I am a microbiologist. I studied in Colombia and after finishing my bachelor's I moved to New York city in 2007. All my life I have been fascinated about microorganisms. Some weeks ago I found an interesting blog about social media and microbiology, a talk that Dr. Racaniello gave in Scotland not so long ago. Listening to his approaches in the study of viruses and the use of media in his teaching to bring information to his students and other people in different ways got my attention.

I am one of those who think that knowledge is the backbone of success and more important to be able to share this knowledge is the key for a successful society.

After listening to his speech, I found twiv and then I found twiP... wow!!! what amazing podcast!!!! I start listening to TwiP and now I have become addicted to your voices and learning from you two.

The first episode of TwiP Dr. Despommier talked about his beginnings as a parasitologist and you made me remember my professor in college, Dr. CJ Marinkelle. He was an excellent professor from The Netherlands who has taught in Colombia for decades and I had the privilege of being one of his students. He used to tell us stories about parasites in Africa when he was practicing medicine back in the 1940's, the same way as you did in the last episode about sparganosis.

As I told you, I studied microbiology in my country. My desire is to do a PhD and be able to work in research. This idea has been always in my mind, unfortunately I have not been lucky enough to get into the programs that I have applied. However, I am a little stubborn and I keep pursuing this dream. As Dr. Despommier said..." sometimes when one door closes another door may open". In the meantime I have volunteered in Cornell Medical College and in NYU, working with Plasmodium falciparum.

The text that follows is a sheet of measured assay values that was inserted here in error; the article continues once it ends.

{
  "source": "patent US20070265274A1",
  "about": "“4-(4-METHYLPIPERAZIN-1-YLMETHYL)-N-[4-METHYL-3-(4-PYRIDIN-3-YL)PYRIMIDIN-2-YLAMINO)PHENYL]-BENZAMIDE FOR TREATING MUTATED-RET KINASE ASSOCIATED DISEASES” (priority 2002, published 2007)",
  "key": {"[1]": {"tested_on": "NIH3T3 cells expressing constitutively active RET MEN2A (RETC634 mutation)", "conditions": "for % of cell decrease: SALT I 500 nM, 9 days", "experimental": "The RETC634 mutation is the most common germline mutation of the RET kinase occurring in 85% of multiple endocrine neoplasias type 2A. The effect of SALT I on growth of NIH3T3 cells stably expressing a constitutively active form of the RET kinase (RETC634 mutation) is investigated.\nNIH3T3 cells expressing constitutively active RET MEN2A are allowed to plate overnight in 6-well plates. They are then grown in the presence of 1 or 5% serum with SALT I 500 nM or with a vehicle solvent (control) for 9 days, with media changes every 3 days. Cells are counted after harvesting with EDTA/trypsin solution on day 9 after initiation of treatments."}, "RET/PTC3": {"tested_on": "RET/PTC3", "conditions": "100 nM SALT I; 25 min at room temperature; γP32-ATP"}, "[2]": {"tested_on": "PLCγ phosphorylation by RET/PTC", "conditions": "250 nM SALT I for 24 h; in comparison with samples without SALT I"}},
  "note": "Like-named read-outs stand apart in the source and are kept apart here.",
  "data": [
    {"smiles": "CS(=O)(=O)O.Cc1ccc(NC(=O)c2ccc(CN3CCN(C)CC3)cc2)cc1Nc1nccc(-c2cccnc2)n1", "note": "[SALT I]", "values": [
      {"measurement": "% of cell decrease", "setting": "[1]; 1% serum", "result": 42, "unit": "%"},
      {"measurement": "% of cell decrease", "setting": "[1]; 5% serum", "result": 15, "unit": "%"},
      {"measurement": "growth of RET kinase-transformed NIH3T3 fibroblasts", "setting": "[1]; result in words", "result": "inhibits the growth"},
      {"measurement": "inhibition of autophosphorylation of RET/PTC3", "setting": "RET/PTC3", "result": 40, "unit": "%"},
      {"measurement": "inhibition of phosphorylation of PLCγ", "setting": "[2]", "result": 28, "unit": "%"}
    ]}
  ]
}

I just want to say thanks for this amazing team that you two have there, and for bringing us a wonderful time every two weeks in TwiP and every week in TwiV.



Don writes:

I was reading my second favorite blog:

Bruce Schneier, which is about security, especially computer-related security, and which I highly recommend.

Today, there is an entry entitled Insect-Based Terrorism, relating the tale of a conference at the University of Florida promoting fears of a terrorist attack based on mosquitoes or some other insect disease vector. As I read this piece, I found myself wishing I had the depth of knowledge you guys can bring to a topic like this. If you have a chance, maybe you could take a look at this and, perhaps dispel a myth or two.

The Twiv podcast is definitely my favorite bloggish information feed, and I listen to it on my long commute just as soon as I can download it.

Twip would be right up there, but I find myself succombing to the ick factor and often delay a few days before listening to it. Somehow viruses don't do it, but I can't listen to Dick talk about worms without feeling them squirming about in my guts. I sure am glad I don't have loads of parasites, but my imagination runs away every time, and for a while I am sure I have whatever icky new parasite Dick is talking about.

I have long been fascinated by biology, and love listening to you. You have inspired me to treat myself to a subscription to Nature as a Christmas present, and while I don't have time to read it all, I am proud that I can manage to read at least a sampling all the way back to
the Letters.

Greg writes: